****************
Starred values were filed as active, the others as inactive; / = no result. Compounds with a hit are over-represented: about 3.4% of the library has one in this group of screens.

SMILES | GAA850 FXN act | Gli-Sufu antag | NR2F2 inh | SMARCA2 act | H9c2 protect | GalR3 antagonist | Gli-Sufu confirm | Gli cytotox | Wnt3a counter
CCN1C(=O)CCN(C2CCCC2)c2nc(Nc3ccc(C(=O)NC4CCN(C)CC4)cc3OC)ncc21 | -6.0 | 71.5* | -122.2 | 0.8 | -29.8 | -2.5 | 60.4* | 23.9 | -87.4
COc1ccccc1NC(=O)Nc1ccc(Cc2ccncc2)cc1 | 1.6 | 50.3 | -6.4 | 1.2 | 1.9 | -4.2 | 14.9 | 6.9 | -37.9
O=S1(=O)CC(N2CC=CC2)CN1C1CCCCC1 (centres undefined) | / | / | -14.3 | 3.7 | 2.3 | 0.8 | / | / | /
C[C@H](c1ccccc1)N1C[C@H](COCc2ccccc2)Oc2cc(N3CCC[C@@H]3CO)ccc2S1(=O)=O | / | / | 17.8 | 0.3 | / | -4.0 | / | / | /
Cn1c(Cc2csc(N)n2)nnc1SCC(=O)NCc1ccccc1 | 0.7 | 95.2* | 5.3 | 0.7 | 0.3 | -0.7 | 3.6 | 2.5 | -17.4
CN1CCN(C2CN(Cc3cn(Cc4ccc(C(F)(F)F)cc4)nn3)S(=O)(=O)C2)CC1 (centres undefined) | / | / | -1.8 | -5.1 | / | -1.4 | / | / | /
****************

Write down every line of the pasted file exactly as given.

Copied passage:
Starred values were filed as active, the others as inactive; / = no result. Compounds with a hit are over-represented: about 3.4% of the library has one in this group of screens.

SMILES | GAA850 FXN act | Gli-Sufu antag | NR2F2 inh | SMARCA2 act | H9c2 protect | GalR3 antagonist | Gli-Sufu confirm | Gli cytotox | Wnt3a counter
CCN1C(=O)CCN(C2CCCC2)c2nc(Nc3ccc(C(=O)NC4CCN(C)CC4)cc3OC)ncc21 | -6.0 | 71.5* | -122.2 | 0.8 | -29.8 | -2.5 | 60.4* | 23.9 | -87.4
COc1ccccc1NC(=O)Nc1ccc(Cc2ccncc2)cc1 | 1.6 | 50.3 | -6.4 | 1.2 | 1.9 | -4.2 | 14.9 | 6.9 | -37.9
O=S1(=O)CC(N2CC=CC2)CN1C1CCCCC1 (centres undefined) | / | / | -14.3 | 3.7 | 2.3 | 0.8 | / | / | /
C[C@H](c1ccccc1)N1C[C@H](COCc2ccccc2)Oc2cc(N3CCC[C@@H]3CO)ccc2S1(=O)=O | / | / | 17.8 | 0.3 | / | -4.0 | / | / | /
Cn1c(Cc2csc(N)n2)nnc1SCC(=O)NCc1ccccc1 | 0.7 | 95.2* | 5.3 | 0.7 | 0.3 | -0.7 | 3.6 | 2.5 | -17.4
CN1CCN(C2CN(Cc3cn(Cc4ccc(C(F)(F)F)cc4)nn3)S(=O)(=O)C2)CC1 (centres undefined) | / | / | -1.8 | -5.1 | / | -1.4 | / | / | /